Getting a degree is easy compared to finding a job. You're excited you've graduated, but you're not ready to take on the adventure of finding a new job. No one likes an inbox full of rejection. No one likes that their first choice has said, "No."
Finding a job is hard.
Since May, graduation has come and gone and many of those graduated individuals either already have a job via prior internships, family or whatever connection they possess. Then there's the other half. Those who don't have jobs. Those who have skills and qualifications that over-qualify them to work at a job such as a cashier in some chain store but under-qualifies them for a position such as program coordinator.
My journey to finding a new stop started when the company I worked for had decided to eliminate my job. I'm not mad, really. I'm scared. Absolutely freaking terrified. Why? My fiance and I just bought a home. My student loans are looming over my head. I have bills to pay because I'm a strong, independent woman who doesn't need a man to pay her bills. My fiance is absolutely wonderful through this process and has kept his cool even though we can survive on his income alone—I'm not the type who's OK with not working. Leave me at home for five days straight and you'll find that I have two new dogs, a bird and potentially a cat.
My first step started with Indeed.com (Hallelejuer!) where I began to apply for jobs that I thought sounded interesting and jobs that I thought my skill set would be useful for (Liam Neeson jokes are welcome here). I let my fear get the best of me and started applying for jobs that, in no freaking way, would I ever be OK with having. For instance, I was overqualified to be a nanny to a 2-year old in the Upstate of South Carolina. I accidentally applied for a nanny position—it's so easy with Indeed.com—but the boy was cute! I'm also overqualified to be a road construction flagman, orange and yellow aren't my colors. This is what happens to many people when they realize that they are "losing" their jobs. They start panicking and applying to anything and everything, myself included.
You can't tell people that "they are better than that" because that's an insult to those who have chosen those careers.
My advice to you: don't sell yourself short.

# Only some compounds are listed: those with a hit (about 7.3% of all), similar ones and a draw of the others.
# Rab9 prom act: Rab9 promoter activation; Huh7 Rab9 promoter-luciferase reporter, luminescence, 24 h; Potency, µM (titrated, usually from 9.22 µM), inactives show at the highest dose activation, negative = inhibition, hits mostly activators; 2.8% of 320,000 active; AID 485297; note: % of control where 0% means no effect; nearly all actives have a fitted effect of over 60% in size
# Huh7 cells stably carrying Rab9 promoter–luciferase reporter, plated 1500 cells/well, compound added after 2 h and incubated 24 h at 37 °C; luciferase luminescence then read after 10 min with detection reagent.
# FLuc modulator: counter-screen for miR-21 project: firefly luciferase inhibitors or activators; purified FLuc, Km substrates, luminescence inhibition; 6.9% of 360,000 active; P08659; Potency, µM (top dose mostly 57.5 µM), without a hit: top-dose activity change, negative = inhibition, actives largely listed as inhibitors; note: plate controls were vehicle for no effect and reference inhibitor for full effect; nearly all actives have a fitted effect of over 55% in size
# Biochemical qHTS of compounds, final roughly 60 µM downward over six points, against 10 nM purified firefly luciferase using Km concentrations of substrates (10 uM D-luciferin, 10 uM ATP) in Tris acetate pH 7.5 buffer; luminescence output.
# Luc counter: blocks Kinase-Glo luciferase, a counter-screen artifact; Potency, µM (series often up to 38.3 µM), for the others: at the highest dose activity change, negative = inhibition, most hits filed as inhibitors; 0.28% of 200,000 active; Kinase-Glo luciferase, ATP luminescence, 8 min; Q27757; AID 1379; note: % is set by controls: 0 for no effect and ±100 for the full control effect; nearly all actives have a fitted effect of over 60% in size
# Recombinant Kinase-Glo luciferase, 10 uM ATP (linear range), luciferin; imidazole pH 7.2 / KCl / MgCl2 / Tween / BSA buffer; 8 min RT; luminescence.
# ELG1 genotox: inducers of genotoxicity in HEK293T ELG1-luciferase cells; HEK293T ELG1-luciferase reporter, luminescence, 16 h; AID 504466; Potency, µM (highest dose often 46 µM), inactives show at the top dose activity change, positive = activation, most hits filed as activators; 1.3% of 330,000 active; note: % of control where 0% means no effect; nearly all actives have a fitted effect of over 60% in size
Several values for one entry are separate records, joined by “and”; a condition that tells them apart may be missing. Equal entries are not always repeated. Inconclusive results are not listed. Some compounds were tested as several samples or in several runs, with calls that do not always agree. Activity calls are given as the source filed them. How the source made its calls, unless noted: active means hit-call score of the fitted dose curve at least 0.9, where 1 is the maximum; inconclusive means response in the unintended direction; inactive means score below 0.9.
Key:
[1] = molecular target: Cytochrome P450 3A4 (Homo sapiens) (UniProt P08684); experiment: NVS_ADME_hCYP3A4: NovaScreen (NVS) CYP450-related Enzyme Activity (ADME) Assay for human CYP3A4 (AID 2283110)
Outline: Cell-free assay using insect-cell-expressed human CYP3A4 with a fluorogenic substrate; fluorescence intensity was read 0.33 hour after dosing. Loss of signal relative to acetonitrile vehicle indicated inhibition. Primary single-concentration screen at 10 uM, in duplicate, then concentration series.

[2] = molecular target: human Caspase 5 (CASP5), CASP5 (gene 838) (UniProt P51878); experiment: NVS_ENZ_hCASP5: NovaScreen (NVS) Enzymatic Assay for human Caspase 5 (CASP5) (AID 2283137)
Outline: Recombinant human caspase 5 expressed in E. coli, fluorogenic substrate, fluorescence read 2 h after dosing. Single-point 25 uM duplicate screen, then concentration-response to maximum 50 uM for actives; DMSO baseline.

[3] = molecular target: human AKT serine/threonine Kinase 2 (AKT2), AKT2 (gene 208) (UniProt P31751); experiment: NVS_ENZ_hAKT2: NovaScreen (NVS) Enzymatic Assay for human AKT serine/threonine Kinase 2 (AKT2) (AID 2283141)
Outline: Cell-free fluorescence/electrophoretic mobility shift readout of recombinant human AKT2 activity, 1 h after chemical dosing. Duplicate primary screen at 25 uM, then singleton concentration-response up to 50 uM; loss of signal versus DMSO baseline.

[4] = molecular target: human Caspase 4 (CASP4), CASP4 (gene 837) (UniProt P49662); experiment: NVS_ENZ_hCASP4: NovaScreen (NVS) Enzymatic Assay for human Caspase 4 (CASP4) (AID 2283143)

Just because you don't have the precise experience they are looking for doesn't mean you don't possess the ability to learn what is required to perform the job. Many companies, in my opinion, often forget that at some point they were in our shoes, too. They were the fresh-out-of-college rocking that fancy degree in a frame and looking for a company that would be willing to take a chance on them. I understand the ability to forget that you were once like us because you get caught in actually doing the job. I just hope that one day, all of us who are seeking jobs now will be able to remember what this exact feeling is like—panic, mania, desperation, etc. If we can remember what this is like, we can help other people succeed in the future.
I had to take a step back and figure out exactly what I wanted from a job and what path I wanted to take my career. After that, I decided to hire a career coach—mine is phenomenal by the way. She basically analyzed me and reprogrammed my brain to make me a lean, mean confident machine. I swear, career coaches do wonders for your confidence in a time like this. Now, I know I won't have a job in the future since mine is being eliminated, but I am much calmer and am able to seek out jobs in an entirely different way. I am more selective and confident in my abilities to perform the required job components. Never sell yourself short. One day, you may be the CEO...and when you are, don't forget all the little people who are in the position that you were once in. Instead of taking one direction, take a new direction.
Best wishes to all those job seekers out there. You are worth it. A company should want to hire you as much as you want to work for them.